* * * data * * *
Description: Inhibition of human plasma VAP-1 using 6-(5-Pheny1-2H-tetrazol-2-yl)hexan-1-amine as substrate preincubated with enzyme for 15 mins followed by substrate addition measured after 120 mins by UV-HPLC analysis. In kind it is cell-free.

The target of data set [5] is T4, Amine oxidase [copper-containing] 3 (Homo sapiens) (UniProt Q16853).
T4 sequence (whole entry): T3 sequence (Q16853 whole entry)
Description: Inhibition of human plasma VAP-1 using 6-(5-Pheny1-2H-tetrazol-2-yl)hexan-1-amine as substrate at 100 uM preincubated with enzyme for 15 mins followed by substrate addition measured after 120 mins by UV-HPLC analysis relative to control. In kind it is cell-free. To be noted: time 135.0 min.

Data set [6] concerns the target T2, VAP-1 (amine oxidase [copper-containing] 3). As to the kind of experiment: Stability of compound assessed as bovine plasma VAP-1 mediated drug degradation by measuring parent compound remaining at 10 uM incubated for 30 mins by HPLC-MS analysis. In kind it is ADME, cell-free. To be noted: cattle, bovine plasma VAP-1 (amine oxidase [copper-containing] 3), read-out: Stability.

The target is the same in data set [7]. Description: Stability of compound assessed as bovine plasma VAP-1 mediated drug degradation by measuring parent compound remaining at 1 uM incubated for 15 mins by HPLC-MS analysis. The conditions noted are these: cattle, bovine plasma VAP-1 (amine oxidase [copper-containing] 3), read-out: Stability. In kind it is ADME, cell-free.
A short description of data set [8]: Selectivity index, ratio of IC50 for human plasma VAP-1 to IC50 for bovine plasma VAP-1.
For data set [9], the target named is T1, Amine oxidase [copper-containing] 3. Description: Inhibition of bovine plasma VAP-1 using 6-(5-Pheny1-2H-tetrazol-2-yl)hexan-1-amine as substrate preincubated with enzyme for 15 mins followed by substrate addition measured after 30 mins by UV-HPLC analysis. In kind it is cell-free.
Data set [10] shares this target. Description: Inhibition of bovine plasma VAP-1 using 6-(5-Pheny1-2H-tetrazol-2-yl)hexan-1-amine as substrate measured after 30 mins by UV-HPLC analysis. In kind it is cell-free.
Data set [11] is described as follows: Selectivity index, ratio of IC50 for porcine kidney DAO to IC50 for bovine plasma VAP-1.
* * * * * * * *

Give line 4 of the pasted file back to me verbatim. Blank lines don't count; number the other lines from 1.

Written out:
Description: Inhibition of human plasma VAP-1 using 6-(5-Pheny1-2H-tetrazol-2-yl)hexan-1-amine as substrate at 100 uM preincubated with enzyme for 15 mins followed by substrate addition measured after 120 mins by UV-HPLC analysis relative to control. In kind it is cell-free. To be noted: time 135.0 min.